As a long-term prognosis, it didn’t seem too bad.
“Next time you’re in Europe, think twice,” the surgeon predicted weeks before surgery on my right knee. “If you climb a bunch of stairs to check out some famous view from anywhere, you’ll be really miserable the next day, maybe more.”
“Even if I wear a brace?”
He nodded. “Just avoid stairs in general from now on, that’s my advice. Anywhere.”
Dr. S. was the ideal doctor: warm, good-humored, someone who listened carefully and answered questions clearly. He made the dull, generic office bright with life, so his warning didn’t sound dire.
And I wasn’t headed to Europe soon anyway—maybe things would change. Of course, when you end up with 80% of your meniscus removed, that doesn’t change, since it’s not as if you’re a starfish going to regenerate a limb. But I was hopeful.
Hopeful and not thinking clearly about day-to day life with my hidden disability once I was healed, no longer on pain medication, and more mobile.
My mid-century ranch house had just two steps at the front door and two down into the garage, so that wouldn’t be problematic, and I wasn’t on crutches for long. But I was a regular gymgoer and hadn’t thought ahead about what avoiding stairs could mean in my home away from home.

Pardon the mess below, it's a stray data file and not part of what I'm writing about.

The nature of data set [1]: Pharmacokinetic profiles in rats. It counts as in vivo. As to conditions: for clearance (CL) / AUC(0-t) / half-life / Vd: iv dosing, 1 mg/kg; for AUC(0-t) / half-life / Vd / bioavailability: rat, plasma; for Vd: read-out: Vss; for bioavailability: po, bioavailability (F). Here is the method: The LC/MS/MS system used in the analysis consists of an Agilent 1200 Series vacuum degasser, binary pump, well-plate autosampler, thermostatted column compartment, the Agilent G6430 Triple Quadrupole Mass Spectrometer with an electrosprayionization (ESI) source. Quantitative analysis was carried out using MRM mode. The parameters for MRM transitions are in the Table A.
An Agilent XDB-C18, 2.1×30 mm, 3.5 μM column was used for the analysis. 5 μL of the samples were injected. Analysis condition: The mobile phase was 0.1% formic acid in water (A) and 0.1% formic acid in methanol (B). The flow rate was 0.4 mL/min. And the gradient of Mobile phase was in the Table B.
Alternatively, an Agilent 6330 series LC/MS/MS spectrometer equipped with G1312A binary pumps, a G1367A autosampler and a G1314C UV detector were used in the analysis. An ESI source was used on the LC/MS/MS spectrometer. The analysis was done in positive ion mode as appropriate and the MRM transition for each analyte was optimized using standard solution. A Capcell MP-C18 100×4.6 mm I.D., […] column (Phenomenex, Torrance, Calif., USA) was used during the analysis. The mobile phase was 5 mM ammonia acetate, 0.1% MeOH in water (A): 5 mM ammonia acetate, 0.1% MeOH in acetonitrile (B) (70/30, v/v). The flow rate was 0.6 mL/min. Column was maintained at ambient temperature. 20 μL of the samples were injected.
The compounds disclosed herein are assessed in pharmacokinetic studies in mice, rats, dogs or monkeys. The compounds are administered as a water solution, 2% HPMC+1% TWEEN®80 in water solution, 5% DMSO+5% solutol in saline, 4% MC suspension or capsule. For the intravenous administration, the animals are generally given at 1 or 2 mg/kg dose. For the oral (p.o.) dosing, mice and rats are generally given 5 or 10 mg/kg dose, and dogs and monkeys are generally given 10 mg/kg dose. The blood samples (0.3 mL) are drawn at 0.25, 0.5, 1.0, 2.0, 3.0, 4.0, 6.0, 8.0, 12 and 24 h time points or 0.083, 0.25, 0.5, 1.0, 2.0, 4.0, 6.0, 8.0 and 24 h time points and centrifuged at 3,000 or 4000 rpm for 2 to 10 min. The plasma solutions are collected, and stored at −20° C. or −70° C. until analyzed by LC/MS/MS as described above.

Growing up in northern Manhattan, I was a fiercely bookish and awkward kid, uninterested in sports, chunky as a teenager, and it wasn’t until I started jogging in my twenties that I started to loosen the grasp of discomfort about my body which matched my uneasiness about coming out. I preferred jogging alone at sunrise on a high school track near our apartment building when we moved to Queens. I didn’t care that I had to cross mammoth, eight-lane Queens Boulevard and all those stopped drivers could be watching me: I felt like someone in Star Trek: in my running clothes I felt my shields were up.